September 2015’s book

The next book we’ll be reading at the Red Lion Readers is The Blessing by Nancy Mitford.

With razor-sharp wit, Mitford blends a comedy of manners with culture shock as Grace Allingham, a naive English rose, marries Charles-Edouard de Valhubert, a French aristo who doesn’t believe in fidelity. Both are duped, meantime, by their son Sigismund — the Blessing of the title — a juvenile Machiavelli who mixes Gallic cunning with Saxon thoroughness to become one of Mitford’s most memorable characters

We’ll be discussing this on Monday 7 September from 7.30 at the Red Lion pub in Ealing. You’ll usually find us at the large table at the back of the pub.



Leave a comment

Filed under Uncategorized

Ealing book club now on Twitter

Red Lion Readers book club is now on Twitter @redlionreaders

Follow us there for the book chat.


Leave a comment

Filed under Uncategorized

New members wanted

We are looking for new members to join our book club. If you are interested, please leave a message below, email or just come along on the first Monday of the month at 7.30.

Leave a comment

Filed under Ealing Red Lion Readers Book Club, New members

Next month’s book: The Leopard by Giuseppe Tomasi Di Lampedusa

Following Things Fall Apart in July at the Ealing Red Lion Book Club, next up on our reading list is another classic about a proud man whose place in the world is under threat as the world around him changes.  This time the setting is 19th century Sicily.

“Tomasi di Lampedusa’s classic tale lovingly memorialises the details of a vanishing world while retaining its melancholic and ironic sense of time passing and the frailty of human emotions.”

Join the debate in the Red Lion pub in Ealing from 7.30pm on 6 August.

Leave a comment

Filed under Debut novels, Next month's book

This month’s book: Things Fall Apart by Chinua Achebe

A classic of African literature, a book that was the first by an African writer to achieve world-wide success and represented a change from books by white men presenting Africa is merely something exotic.  July’s book was Things Fall Apart by Chinua Achebe.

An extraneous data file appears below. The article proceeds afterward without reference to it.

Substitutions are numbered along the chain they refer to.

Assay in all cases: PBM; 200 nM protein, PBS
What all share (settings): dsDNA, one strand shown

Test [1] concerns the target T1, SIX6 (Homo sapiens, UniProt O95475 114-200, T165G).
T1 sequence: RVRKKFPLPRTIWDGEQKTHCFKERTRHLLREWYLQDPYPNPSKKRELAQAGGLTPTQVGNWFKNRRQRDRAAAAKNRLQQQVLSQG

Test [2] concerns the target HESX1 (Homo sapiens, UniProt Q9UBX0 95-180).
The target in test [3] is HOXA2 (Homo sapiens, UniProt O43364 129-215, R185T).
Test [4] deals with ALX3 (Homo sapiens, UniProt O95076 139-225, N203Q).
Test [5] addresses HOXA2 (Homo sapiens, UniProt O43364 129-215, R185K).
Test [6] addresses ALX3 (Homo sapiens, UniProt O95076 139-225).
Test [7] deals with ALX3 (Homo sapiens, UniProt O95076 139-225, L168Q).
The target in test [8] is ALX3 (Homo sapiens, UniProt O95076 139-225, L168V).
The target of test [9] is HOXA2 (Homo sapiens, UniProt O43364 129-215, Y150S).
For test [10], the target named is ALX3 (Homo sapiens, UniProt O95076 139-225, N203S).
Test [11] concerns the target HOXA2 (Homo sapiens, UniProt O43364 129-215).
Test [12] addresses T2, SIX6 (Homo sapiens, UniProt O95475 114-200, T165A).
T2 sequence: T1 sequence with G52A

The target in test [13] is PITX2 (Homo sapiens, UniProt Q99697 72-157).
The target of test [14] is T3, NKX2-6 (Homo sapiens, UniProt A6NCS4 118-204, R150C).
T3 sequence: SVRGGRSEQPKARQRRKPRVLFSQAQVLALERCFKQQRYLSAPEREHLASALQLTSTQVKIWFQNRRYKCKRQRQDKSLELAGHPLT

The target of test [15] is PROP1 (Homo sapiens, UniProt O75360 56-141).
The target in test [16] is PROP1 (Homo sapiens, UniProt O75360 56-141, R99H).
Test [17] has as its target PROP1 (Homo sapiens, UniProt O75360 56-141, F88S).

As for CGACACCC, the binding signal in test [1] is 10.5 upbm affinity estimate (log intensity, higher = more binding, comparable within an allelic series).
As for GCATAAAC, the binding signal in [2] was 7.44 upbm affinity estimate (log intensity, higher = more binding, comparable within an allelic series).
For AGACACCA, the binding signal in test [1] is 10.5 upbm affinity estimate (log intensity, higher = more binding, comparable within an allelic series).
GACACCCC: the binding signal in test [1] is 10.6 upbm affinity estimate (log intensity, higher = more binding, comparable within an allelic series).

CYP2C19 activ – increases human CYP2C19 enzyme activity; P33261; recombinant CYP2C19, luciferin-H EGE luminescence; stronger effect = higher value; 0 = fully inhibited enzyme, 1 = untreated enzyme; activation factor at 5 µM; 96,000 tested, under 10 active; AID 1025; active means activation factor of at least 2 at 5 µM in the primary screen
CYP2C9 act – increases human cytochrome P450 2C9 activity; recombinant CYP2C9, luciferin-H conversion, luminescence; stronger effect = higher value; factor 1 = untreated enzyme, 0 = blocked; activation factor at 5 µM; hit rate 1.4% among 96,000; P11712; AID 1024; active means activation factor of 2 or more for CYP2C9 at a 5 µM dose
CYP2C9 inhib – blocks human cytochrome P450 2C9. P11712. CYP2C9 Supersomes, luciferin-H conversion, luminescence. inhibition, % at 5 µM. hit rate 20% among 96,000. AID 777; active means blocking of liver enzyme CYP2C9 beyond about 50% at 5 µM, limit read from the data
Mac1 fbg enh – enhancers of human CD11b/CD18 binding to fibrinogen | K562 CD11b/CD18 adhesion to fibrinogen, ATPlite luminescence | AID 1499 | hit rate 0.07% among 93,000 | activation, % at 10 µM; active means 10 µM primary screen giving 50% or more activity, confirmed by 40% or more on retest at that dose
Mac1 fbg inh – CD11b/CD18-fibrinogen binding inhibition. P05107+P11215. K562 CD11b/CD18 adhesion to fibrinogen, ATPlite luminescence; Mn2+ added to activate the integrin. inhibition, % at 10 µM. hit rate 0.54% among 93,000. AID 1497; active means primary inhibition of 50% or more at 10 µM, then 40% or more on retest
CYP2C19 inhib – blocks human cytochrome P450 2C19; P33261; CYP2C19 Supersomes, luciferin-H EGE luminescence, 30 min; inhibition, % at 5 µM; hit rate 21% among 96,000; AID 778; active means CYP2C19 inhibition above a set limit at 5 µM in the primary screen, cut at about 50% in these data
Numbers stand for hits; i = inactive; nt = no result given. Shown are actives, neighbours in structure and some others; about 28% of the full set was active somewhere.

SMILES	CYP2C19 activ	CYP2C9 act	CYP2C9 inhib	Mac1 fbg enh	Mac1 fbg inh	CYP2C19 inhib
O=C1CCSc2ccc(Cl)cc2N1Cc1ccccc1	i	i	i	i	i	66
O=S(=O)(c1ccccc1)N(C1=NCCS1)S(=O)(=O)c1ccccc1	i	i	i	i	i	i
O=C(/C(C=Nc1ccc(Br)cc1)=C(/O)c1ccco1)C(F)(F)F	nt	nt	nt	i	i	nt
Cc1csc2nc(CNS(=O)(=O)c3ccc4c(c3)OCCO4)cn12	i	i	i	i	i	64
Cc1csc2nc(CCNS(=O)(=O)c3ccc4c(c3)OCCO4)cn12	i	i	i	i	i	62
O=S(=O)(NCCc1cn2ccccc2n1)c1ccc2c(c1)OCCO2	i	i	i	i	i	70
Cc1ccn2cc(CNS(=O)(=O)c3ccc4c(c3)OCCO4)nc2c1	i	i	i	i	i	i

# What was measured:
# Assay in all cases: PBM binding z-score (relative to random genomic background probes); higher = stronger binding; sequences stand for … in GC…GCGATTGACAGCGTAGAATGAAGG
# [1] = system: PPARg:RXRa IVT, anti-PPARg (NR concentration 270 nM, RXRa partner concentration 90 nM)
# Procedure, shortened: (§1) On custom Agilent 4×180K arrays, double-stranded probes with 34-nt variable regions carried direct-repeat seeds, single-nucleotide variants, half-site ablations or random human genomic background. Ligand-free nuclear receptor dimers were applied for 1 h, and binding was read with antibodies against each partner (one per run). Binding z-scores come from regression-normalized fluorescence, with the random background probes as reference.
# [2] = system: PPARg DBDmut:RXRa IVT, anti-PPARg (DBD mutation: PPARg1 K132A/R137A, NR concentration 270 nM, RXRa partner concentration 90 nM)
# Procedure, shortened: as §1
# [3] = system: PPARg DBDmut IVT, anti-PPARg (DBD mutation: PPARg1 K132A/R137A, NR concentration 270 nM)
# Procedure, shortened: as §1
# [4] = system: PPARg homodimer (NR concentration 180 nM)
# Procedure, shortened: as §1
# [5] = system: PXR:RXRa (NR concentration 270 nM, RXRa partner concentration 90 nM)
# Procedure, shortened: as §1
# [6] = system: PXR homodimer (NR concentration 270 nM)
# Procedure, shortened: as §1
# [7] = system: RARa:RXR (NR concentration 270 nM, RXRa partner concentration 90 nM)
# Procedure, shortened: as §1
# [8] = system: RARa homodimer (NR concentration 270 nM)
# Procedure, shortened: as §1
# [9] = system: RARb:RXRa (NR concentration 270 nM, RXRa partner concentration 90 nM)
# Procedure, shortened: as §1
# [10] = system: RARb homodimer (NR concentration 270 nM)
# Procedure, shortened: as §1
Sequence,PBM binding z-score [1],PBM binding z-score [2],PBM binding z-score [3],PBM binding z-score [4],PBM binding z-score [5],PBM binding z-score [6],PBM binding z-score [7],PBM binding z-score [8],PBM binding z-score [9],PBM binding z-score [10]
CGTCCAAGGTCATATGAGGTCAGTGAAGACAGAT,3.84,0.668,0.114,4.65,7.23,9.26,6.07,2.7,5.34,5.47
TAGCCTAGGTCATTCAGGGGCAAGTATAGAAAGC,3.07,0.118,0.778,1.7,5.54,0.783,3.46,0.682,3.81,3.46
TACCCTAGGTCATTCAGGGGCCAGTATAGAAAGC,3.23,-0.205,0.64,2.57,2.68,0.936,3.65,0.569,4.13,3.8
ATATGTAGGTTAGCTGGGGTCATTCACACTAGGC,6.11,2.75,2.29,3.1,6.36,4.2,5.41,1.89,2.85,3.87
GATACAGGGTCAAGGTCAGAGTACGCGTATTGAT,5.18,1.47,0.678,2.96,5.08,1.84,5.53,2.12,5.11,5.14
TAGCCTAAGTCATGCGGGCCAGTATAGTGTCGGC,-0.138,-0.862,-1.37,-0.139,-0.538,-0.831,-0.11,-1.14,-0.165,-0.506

The book found favour with the group, although there was still plenty of debate with there being plenty of contentious issues to be discussed…

Leave a comment

Filed under African literature, This month's book

This month’s book: The Master and Margarita by Mikhail Bulgakov

“Considered one of the finest creations of Russian literature in the 20th century, The Master and Margarita is an amazing work of fantasy, a love story, a biting satire on Soviet life, and a lot more.”

Expectations are high with praise like that. Mixed feelings on the book.  Some liked it, some loathed it – many failed to finish it.  Someone with an aversion to anything that could be considered magical realism refused to even start it.

Leave a comment

Filed under Russian literature, This month's book

This month’s book: Snowdrops by A D Miller

May’s meeting of the Red Lion Book Club (Ealing) actually met on the 30 April. The book up for discussion was A D Miller’s Russian-set thriller Snowdrops.  The book is described as follows:

“Snowdrops – That’s what the Russians call them – the bodies that float up into the light in the thaw. Drunks, most of them, and homeless people who just give up and lie down into the whiteness, and murder victims hidden in the drifts by their killers. Nick has a confession. When he worked as a high-flying British lawyer in Moscow, he was seduced by Masha, an enigmatic woman who led him through her city: the electric nightclubs and intimate dachas, the human kindnesses and state-wide corruption. Yet as Nick fell for Masha, he found that he fell away from himself; he knew that she was dangerous, but life in Russia was addictive, and it was too easy to bury secrets – and corpses – in the winter snows…”

On the whole the book was enjoyed, although no one felt much sympathy for the narrator. Some doubts were raised about the format of the book was a confessional letter to an unintroduced girlfriend.  People who had been to Russia thought it was an accurate portrayl of the time and place.  Not a bad debut – we await Miller’s next book with interest.


Leave a comment

Filed under Debut novels, This month's book